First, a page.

Special operations troops from SCO member state militaries at the opening ceremony of joint exercises in Tokmok, Kyrgyzstan. (photo: MoD Kazakhstan)
The China-led Shanghai Cooperation Organization is holding joint exercises with special operations forces from Russia, China, Kyrgyzstan, Kazakhstan, and Tajikistan -- and they're doing it at a military base in Kyrgyzstan that the United States spent $9 million to build.
The SCO exercises taking place this week involve 20-25 special operations troops from each participating country (all the member states except Uzbekistan, which typically sits out SCO military exercises). During the five-day exercise the troops will practice deploying to mountain areas, deploying from helicopters, seeking and destroying terrorist groups, rescuing hostages, and treating and evacuating wounded troops. Pretty standard stuff for a joint special operations exercise.
What makes this drill stand out is the site: the base of the Scorpions special operations unit in Tokmok, Kyrgyzstan. Readers may recall that this is the base that U.S. Central Command and the U.S. embassy in Bishkek spent $9 million to build. It's no wonder it was attractive to the SCO, given that a Wikileaked U.S. diplomatic cable from the opening ceremony of the base in 2009 described it as "the gold standard in Central Asian construction ... far exceeds any other facility the Kyrgyz currently have." The facility includes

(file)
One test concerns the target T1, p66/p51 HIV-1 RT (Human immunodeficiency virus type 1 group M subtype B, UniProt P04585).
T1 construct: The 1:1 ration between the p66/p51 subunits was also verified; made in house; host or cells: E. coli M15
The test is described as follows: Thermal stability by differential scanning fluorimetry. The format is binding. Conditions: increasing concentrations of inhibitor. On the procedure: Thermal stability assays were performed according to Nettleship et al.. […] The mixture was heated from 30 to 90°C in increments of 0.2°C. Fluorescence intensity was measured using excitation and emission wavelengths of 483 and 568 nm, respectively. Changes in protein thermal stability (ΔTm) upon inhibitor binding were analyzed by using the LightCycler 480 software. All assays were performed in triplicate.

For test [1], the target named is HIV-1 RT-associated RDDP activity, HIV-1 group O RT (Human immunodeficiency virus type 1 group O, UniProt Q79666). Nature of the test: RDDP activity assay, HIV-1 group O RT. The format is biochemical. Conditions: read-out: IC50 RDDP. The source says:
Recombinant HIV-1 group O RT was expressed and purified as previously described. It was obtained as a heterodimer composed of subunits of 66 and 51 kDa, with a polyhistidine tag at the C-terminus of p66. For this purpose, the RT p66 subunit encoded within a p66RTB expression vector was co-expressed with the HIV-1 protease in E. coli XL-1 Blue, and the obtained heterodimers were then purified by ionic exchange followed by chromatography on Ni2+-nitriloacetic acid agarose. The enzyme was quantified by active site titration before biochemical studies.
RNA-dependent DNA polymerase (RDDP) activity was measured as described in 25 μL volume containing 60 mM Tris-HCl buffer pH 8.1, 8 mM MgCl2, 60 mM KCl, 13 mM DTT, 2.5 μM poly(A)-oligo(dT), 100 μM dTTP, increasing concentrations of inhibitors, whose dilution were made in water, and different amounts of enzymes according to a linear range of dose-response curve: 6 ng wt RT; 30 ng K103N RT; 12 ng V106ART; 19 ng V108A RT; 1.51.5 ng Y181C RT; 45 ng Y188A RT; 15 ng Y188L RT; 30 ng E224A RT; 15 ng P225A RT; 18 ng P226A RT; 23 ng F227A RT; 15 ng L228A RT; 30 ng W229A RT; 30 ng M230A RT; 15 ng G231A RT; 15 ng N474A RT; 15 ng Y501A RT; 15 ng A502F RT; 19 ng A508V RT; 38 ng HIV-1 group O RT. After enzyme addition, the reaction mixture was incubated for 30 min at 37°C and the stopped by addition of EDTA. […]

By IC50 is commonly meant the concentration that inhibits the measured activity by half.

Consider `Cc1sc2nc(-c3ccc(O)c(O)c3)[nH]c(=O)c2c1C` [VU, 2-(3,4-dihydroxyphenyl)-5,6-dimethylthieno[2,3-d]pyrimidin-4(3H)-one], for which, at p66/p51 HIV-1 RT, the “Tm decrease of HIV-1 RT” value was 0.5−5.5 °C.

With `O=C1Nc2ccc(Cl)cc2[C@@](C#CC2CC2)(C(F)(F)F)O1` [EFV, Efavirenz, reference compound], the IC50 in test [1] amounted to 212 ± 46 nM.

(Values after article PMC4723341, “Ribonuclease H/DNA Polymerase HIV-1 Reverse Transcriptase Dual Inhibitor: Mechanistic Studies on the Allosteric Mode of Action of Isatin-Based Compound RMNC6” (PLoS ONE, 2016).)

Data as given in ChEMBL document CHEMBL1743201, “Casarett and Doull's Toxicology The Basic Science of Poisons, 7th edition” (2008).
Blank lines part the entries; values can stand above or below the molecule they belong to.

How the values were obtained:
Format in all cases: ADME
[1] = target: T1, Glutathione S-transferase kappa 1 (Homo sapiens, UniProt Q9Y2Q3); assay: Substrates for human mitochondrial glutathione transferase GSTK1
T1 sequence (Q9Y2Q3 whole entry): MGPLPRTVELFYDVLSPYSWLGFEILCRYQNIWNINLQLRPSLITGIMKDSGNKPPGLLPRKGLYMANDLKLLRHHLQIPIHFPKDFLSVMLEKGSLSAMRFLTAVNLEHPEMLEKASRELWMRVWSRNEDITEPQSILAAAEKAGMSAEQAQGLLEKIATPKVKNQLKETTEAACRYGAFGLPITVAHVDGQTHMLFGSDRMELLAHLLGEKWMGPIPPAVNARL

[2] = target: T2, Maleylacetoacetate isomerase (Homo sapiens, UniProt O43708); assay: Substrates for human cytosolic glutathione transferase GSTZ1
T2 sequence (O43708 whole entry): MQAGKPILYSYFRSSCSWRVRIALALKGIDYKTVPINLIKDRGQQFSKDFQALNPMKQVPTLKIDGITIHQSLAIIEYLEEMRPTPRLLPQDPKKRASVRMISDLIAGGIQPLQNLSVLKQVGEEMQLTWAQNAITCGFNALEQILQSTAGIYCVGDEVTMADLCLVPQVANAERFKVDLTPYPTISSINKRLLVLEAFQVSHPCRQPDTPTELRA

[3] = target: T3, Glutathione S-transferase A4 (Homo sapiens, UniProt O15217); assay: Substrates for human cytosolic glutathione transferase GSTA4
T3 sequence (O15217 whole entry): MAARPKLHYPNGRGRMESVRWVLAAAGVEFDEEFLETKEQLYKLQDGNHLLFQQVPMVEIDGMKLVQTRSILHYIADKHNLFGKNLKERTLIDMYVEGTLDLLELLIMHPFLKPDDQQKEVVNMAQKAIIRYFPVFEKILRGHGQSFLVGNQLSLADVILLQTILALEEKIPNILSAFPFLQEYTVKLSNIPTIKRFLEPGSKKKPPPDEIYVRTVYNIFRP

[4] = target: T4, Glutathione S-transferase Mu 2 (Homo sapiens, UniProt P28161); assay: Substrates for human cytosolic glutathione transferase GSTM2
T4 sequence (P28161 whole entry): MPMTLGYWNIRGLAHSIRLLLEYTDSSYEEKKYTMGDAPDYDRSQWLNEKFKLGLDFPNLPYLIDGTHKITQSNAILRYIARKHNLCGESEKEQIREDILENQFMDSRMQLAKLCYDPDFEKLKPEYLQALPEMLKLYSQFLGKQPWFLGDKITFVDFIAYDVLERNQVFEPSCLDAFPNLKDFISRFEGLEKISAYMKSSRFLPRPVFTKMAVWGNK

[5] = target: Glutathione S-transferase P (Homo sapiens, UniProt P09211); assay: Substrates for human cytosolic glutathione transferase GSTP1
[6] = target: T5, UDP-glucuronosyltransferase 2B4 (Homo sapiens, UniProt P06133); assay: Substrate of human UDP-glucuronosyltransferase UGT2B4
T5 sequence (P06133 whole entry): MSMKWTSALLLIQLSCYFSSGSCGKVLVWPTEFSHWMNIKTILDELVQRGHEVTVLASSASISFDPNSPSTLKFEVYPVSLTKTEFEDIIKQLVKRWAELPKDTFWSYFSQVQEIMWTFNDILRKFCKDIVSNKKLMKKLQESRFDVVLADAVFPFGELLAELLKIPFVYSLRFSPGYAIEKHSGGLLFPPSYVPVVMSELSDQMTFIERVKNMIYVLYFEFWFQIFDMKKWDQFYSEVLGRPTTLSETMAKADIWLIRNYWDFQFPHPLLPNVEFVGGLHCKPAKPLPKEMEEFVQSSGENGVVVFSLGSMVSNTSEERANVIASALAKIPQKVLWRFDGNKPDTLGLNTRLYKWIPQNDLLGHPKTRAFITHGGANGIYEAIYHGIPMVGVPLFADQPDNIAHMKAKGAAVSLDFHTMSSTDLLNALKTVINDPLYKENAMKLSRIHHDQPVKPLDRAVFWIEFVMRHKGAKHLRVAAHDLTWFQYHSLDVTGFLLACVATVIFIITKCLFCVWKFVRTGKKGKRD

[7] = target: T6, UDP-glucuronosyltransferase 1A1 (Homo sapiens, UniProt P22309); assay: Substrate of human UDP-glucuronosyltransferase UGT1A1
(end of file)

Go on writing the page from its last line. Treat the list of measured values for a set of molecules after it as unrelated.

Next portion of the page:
"officer and enlisted housing, classroom training facilities, a multipurpose facility, a dining facility and shower/sauna complex."
That was when military relations between the two countries were significantly tighter, thanks to the presence of the U.S. air base at Manas. The U.S. particularly focused on training and equipping Kyrgyzstan's special forces; in fiscal year 2012 alone U.S. special forces soldiers conducted six-week training courses for 880 of their Kyrgyzstan counterparts. The Scorpion base at Tokmok was the centerpiece of this effort; when I visited Kyrgyzstan in 2012 to report on U.S. military aid to Central Asia, the U.S. embassy took me on a tour of Tokmok.
But military-to-military ties soured shortly after that. Kyrgyzstan's government evicted the Americans from the base in 2013 and the U.S. cut back its military aid and training activities, for which each side blamed the other.
The base now belongs to Kyrgyzstan and the Scorpions, and the U.S. doesn't seem to have put any strings on its use. But it's safe to say the Pentagon didn't envisage, just a few years after spending $9 million on the base, that it would be used for training Chinese and Russian special forces.